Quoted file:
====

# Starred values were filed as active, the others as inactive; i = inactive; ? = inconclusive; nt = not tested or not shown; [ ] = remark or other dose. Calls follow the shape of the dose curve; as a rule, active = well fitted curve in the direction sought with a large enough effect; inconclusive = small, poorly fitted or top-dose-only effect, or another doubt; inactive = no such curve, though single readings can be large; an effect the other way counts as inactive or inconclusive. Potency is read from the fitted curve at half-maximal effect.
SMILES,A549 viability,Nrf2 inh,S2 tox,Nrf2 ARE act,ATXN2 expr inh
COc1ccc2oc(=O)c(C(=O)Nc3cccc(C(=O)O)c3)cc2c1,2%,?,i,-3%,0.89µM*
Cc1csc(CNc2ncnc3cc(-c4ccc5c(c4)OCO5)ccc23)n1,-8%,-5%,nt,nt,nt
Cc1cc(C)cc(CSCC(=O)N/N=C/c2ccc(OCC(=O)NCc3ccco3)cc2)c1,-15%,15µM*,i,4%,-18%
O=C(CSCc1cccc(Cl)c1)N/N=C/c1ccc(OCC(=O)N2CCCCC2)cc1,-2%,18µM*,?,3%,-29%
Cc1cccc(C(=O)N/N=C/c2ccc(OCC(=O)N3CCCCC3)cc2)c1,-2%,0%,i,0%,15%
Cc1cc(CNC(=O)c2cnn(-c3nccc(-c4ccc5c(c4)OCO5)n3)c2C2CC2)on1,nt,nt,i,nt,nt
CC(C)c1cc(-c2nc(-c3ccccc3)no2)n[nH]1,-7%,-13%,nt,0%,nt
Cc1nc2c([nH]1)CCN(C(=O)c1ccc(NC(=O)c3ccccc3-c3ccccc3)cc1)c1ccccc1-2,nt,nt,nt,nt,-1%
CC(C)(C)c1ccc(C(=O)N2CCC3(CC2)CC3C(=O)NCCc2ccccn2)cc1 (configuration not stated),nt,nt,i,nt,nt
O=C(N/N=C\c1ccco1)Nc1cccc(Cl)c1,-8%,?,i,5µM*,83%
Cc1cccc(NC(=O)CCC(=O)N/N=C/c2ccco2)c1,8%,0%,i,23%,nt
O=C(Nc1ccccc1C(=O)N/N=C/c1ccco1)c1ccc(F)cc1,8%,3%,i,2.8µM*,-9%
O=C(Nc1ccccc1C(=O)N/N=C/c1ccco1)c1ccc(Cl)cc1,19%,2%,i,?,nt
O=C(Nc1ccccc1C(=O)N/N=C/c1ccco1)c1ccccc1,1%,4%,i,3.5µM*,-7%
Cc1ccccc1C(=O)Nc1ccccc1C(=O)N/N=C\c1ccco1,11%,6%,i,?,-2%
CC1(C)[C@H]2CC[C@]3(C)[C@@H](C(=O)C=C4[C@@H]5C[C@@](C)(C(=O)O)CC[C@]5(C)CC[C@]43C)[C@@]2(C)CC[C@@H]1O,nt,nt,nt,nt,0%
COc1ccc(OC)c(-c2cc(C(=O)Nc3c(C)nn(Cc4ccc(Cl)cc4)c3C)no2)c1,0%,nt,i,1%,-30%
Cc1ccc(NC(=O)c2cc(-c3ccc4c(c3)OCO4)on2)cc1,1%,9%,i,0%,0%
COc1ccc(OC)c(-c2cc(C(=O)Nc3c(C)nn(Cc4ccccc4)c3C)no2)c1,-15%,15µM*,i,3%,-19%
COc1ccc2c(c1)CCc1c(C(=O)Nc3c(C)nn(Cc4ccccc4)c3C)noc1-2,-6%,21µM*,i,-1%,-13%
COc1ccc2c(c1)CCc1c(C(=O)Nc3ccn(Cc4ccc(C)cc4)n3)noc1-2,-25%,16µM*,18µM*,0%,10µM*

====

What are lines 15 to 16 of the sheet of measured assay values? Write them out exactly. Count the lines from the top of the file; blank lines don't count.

O=C(Nc1ccccc1C(=O)N/N=C/c1ccco1)c1ccc(Cl)cc1,19%,2%,i,?,nt
O=C(Nc1ccccc1C(=O)N/N=C/c1ccco1)c1ccccc1,1%,4%,i,3.5µM*,-7%